Alan Greenspan

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Alan Greenspan (older image)

Dr. Alan Greenspan, KBE, Ph.D., MA (born March 6, 1926) is an American economist and Chairman of the Board of Governors of the Federal Reserve of the United States. He is considered by many to be the leading authority and key participant concerning American domestic economic and monetary policy. For example, he has been instrumental in how the U.S. government deals with inflation. Given the breadth of his experience, he has been referred to in the media as "the economist's economist" and "maestro."

Greenspan was born in New York City and subsequently earned a Master's degree in Economics in 1950 from New York University, and a Ph.D. in Economics in 1977. He also attended Columbia University for advanced graduate study.

During the 50's and 60's Greenspan was associated with author-philosopher Ayn Rand and her Objectivist movement, advocating unfettered capitalism as a social and economic philosophy. He authored articles for Objectivist newsletters, and contributed several essays for Rand's 1966 book Capitalism: the Unknown Ideal. Greenspan was also a strong advocate of the gold standard, somewhat of an irony given the Federal Reserve's role in America's fiat money. Greenspan's advocacy of capitalism continues to this day; he is widely accepted as neoliberal.

During his career, Greenspan served on numerous corporate boards, where he gained useful insights for his role at the Federal Reserve.

Today Mr. Greenspan is Chairman of the United States Federal Reserve Board, an office he first took on August 11, 1987. On May 18, 2004, he was nominated by President George W. Bush to serve for an unprecedented fifth term. He has been appointed to this post by U.S. Presidents Ronald Reagan, George H. W. Bush, and Bill Clinton. From 1974 to 1977, he was Chairman of the Council of Economic Advisers under Gerald Ford. His honorary titles include Knight Commander of the British Empire, bestowed in 2002 and Commander of the Lgion d'honneur (Legion of Honor).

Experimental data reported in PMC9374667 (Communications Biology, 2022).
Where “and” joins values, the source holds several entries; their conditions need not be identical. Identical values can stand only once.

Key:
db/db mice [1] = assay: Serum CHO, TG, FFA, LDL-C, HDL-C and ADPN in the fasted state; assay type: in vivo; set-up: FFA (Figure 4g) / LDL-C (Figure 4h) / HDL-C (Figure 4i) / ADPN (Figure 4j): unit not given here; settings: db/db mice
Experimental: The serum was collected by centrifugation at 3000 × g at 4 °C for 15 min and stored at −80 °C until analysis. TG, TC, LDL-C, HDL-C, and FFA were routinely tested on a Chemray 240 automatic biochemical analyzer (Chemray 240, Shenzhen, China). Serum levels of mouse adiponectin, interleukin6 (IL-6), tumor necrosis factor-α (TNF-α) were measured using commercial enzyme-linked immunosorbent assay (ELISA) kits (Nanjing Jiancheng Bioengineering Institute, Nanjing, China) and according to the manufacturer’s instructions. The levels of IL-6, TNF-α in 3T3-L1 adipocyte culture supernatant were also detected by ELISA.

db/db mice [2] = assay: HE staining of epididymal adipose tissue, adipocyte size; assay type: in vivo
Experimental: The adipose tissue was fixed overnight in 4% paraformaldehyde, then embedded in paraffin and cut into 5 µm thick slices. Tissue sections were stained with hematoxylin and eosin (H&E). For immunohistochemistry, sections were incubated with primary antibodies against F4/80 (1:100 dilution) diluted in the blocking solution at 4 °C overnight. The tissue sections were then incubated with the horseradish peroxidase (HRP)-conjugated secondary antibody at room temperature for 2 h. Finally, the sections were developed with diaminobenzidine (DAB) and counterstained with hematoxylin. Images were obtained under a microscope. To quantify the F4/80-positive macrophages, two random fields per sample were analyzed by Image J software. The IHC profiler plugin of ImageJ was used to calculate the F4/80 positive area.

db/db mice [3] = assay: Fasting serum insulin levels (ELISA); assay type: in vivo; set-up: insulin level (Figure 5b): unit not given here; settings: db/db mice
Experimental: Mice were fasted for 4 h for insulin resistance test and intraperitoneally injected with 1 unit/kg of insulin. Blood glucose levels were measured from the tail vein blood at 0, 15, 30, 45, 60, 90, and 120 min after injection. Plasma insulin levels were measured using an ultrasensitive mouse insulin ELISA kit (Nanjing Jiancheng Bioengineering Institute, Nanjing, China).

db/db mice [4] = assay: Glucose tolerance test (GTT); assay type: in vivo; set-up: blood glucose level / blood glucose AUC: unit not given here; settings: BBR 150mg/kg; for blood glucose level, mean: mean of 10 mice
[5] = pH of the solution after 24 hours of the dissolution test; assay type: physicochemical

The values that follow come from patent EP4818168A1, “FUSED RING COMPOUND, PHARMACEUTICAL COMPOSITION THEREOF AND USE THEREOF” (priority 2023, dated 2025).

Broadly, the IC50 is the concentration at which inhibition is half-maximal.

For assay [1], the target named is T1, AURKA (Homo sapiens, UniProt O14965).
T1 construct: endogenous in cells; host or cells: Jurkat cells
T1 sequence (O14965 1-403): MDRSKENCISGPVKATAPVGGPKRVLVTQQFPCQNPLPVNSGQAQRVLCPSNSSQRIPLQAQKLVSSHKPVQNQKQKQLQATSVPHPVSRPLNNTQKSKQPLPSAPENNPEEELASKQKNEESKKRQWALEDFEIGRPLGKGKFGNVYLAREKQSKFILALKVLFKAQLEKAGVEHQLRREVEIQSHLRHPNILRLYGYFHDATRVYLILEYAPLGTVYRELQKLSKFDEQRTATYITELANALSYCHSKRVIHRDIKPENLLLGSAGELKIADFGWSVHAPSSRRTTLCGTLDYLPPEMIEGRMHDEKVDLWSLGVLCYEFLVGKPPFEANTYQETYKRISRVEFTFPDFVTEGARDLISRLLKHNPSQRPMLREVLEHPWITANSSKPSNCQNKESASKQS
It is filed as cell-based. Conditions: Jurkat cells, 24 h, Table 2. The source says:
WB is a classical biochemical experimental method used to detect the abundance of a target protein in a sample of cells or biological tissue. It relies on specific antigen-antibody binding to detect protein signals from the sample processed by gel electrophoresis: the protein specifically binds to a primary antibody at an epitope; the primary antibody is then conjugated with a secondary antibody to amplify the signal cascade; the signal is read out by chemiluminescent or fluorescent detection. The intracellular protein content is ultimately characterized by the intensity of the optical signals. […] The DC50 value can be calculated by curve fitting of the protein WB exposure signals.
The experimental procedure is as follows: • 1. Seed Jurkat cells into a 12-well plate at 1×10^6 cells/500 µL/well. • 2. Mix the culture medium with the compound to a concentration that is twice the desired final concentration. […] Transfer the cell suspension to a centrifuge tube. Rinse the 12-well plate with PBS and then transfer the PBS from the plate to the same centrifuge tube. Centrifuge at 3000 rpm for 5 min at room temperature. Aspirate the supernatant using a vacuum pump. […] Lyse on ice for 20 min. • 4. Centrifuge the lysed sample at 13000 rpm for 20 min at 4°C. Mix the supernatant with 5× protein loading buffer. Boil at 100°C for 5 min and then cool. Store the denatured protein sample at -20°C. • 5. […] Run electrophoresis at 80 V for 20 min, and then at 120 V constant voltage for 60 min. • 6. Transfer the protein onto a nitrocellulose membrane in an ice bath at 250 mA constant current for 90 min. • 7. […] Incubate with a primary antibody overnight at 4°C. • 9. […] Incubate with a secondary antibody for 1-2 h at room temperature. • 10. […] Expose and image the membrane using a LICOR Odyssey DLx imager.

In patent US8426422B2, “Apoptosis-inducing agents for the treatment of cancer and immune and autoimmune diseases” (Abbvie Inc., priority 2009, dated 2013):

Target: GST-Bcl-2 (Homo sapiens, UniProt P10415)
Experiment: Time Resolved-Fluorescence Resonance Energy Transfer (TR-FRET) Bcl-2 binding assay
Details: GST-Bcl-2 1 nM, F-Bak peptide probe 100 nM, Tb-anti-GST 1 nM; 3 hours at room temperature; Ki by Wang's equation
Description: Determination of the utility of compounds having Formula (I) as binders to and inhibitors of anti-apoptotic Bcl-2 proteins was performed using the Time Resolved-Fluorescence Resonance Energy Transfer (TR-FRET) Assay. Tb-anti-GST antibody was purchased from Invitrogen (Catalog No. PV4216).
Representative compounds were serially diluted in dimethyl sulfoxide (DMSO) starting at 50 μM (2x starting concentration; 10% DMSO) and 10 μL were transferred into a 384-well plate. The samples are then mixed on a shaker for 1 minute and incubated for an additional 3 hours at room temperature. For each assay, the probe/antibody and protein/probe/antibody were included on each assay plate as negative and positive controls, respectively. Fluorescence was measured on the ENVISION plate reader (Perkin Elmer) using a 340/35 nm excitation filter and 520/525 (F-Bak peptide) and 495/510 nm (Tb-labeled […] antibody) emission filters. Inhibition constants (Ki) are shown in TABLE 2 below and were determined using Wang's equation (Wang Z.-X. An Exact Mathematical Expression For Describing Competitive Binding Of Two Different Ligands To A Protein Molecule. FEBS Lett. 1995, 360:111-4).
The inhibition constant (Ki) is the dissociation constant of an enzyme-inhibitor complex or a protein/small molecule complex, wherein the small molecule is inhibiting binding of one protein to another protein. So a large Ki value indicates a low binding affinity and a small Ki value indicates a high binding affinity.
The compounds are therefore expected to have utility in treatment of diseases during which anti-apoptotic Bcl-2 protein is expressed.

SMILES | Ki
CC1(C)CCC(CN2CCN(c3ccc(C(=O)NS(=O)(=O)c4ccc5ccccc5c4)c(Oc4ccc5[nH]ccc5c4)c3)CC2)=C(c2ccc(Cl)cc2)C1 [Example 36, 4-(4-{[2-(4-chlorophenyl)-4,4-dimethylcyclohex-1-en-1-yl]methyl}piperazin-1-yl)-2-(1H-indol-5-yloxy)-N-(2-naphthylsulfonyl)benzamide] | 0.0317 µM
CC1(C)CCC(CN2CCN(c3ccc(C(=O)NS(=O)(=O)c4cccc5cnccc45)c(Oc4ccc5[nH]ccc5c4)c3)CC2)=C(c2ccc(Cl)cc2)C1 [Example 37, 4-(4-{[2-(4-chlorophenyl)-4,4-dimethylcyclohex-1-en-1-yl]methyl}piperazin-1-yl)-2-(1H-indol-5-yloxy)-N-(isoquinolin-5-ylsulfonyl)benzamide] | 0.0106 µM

He married NBC journalist Andrea Mitchell in 1997.

Greenspan's term as a member of the Board ends on January 31 2006. His appointment as Chairman of the Federal Reserve does not expire until June of 2008 however, and he could choose to serve his complete term as chairman without being a member of the board. According to the statutes which govern the Federal Reserve, Greenspan could continue to serve until his replacement had been appointed and approved by the senate. Therefore, Greenspan could continue serving indefinitely if the President or Senate delayed designating his replacement.

If Greenspan were to serve until June 10, 2006, he would become the longest-serving Chairman ever, exceeding the 18 years, nine months and 29 days served by William McChesney Martin Jr., from 1951 to 1970. [1] (


  • "Once stock prices reach the point at which it is hard to value them by logical methodology, stocks will be bought as they were in the late 1920s not for investment but to be unloaded at a still higher price. The ensuing break could be disastrous because panic psychology cannot be summarily altered or reversed by easing money policies." Greenspan in 1959. [3] (
  • "An almost hysterical antagonism toward the gold standard is one issue which unites statists of all persuasions. They seem to sense - perhaps more clearly and subtly than many consistent defenders of laissez-faire - that gold and economic freedom are inseparable, that the gold standard is an instrument of laissez-faire and that each implies and requires the other." "Gold and Economic Freedom (", by Alan Greenspan, 1966.

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Preceded by:
Paul Volcker
Chairman of the Federal Reserve
Succeeded by:

Template:End boxda:Alan Greenspan de:Alan Greenspan fr:Alan Greenspan nl:Alan Greenspan no:alan Greenspan ja:アラン・グリーンスパン sv:Alan Greenspan zh:阿伦·格林斯潘


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